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There are some levels of grief that are especially hard and relationship troubles are at the top of my list. There never seem to be easy answers. Maggie and I celebrated 50 years together last month. Most long-term relationships and marriages are hardly perfect but if I had to think of one cementing factor that contributes to longevity it has to be respect for the other's space. From our first date (where she had to push-start my TR4---longer story there) Maggie always liked and never complained about my car adventures---or misadventures. Looking back, I think all 110 pounds of her pushing that recalcitrant TR4 across that parking lot while dressed to the nines, was a litmus test. Instead of being pissed, she laughed about it all the way back home. I kinda felt like things might work out.

Mark: My dad was a lifelong bass fisherman. Alas, I am not although I nonetheless made time to go fishing when ever I visited home. I think my dad most enjoyed the solace he found in being out on the lake, usually alone, but sometimes with a friend. One day, we were out on Lake Ouachita, his favorite place in the whole world. It was a splendid fall day; crisp, clear and the lake was was like glass. For a long time I'd wanted to tell him something that I'd been thinking about. I put my rod down and said, "I want to tell you something. Everything you ever told me was true". He smiled a little at that, pleased that I'd finally figured that out. A few years later my dad died and every time I think about that splendid day on the lake, I'm glad that I said what I said.

Another minor diversion: Astor Piazzola's tango music.

 

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Discussion Starter #28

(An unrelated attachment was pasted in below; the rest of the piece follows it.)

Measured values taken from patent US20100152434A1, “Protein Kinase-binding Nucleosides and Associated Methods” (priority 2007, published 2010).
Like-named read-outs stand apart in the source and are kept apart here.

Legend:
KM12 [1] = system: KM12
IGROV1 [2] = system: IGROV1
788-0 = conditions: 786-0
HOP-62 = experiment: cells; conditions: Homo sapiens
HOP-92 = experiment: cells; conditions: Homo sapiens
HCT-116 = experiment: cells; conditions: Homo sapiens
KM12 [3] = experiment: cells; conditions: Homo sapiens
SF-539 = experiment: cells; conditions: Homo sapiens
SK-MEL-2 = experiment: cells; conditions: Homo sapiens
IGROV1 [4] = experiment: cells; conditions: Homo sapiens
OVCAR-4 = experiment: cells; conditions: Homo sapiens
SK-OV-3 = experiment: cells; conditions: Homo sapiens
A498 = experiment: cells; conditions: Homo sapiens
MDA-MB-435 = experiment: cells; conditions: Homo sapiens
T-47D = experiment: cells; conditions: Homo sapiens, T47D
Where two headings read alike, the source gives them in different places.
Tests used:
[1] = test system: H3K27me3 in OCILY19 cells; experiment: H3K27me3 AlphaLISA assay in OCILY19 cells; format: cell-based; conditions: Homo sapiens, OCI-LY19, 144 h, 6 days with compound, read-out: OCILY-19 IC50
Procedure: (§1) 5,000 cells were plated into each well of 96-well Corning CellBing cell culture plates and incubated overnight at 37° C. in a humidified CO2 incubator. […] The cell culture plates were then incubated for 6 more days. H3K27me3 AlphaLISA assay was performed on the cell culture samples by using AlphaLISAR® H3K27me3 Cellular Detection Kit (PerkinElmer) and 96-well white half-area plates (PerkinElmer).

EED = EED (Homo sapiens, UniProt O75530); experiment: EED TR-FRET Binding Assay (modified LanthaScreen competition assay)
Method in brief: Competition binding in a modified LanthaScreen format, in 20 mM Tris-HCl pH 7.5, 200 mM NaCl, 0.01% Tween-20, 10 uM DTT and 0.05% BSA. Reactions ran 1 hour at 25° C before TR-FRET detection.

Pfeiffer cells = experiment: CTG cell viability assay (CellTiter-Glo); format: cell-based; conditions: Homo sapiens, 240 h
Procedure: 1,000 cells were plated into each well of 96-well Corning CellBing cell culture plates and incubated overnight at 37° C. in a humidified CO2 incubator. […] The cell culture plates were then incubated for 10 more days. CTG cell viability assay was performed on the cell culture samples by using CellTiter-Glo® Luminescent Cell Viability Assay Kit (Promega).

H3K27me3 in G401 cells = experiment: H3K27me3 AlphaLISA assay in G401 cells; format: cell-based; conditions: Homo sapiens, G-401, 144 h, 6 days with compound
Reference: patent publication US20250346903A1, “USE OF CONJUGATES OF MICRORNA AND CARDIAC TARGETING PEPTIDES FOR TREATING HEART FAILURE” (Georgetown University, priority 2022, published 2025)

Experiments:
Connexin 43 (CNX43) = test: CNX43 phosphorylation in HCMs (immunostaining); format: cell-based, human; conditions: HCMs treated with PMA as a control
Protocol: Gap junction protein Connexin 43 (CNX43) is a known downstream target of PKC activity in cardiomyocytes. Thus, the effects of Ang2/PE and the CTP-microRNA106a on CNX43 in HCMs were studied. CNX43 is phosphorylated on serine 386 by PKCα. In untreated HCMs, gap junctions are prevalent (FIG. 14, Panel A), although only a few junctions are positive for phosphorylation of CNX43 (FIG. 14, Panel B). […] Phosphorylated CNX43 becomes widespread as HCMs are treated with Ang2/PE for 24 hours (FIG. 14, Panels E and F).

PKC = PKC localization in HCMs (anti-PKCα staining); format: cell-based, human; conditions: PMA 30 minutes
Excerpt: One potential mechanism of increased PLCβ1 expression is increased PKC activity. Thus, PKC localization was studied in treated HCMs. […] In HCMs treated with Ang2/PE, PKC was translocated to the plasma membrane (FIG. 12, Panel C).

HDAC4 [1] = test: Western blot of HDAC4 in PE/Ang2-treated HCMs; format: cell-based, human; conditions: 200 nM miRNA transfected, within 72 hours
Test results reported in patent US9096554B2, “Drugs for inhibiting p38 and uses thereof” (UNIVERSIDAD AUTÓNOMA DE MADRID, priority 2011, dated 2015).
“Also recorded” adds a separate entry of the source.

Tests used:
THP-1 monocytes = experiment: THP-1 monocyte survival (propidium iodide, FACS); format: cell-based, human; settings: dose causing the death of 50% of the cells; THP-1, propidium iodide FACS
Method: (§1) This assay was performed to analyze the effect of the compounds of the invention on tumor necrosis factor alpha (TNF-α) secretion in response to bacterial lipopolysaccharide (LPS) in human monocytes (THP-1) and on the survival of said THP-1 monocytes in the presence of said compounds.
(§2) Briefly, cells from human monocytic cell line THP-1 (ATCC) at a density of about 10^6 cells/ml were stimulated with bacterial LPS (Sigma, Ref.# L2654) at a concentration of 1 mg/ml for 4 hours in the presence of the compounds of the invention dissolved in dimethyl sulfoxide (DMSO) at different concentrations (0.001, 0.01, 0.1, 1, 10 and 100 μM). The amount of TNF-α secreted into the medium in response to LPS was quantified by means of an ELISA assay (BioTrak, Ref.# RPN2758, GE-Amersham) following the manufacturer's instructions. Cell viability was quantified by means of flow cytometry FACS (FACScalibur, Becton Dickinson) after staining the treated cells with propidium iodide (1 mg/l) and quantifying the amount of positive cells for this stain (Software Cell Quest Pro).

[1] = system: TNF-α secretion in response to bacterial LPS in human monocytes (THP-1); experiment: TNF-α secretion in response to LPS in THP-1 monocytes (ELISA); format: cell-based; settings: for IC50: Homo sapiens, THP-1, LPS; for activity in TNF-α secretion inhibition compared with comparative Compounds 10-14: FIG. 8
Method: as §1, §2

That's a very nice piece. Although languorishly slow, very much a dance piece. This makes sense when you accept that the essence of tango is expressed in moments of stillness more than during motion.

You'll note that the four dancers in the video were all men. Although in the modern area, single-gender partners are what you might assume, the origins of tango date to the turn of the 19th and 20th centuries. In that era, mixed-gender dancing was contrary to Italian cultural norms, so only men-men, and woman-woman dancing was tolerated.

I personally much prefer dancing with a sensuous lady.
 

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I personally much prefer dancing with a sensuous lady.
[/QUOTE]


Judging from his biography, so did Piazzola.

You know, I just went back and look at that video. That was a interesting bit of editing the BBC did, cutting period a period film (30's maybe?) into the studio video. They even got the tempo right. Now I wonder if they showed the period film to Piazzola so that he could match the original dance tempo? I'm guessing that's what happened. Whether by luck or design, it's very nice work.
 

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Discussion Starter #30 (Edited)
Dismantling

I started taking things apart today.

Most of have done a project or two, often advertised as "low miles", "rust free", etc. Normally, we discover the truth fairly quickly.

I got all of the boxes and stuff unloaded out of the passenger compartment and trunk beginning the process of sorting things out into brightly labeled plastic tubs. Lots more of that yet to go, but it's a calming exercise.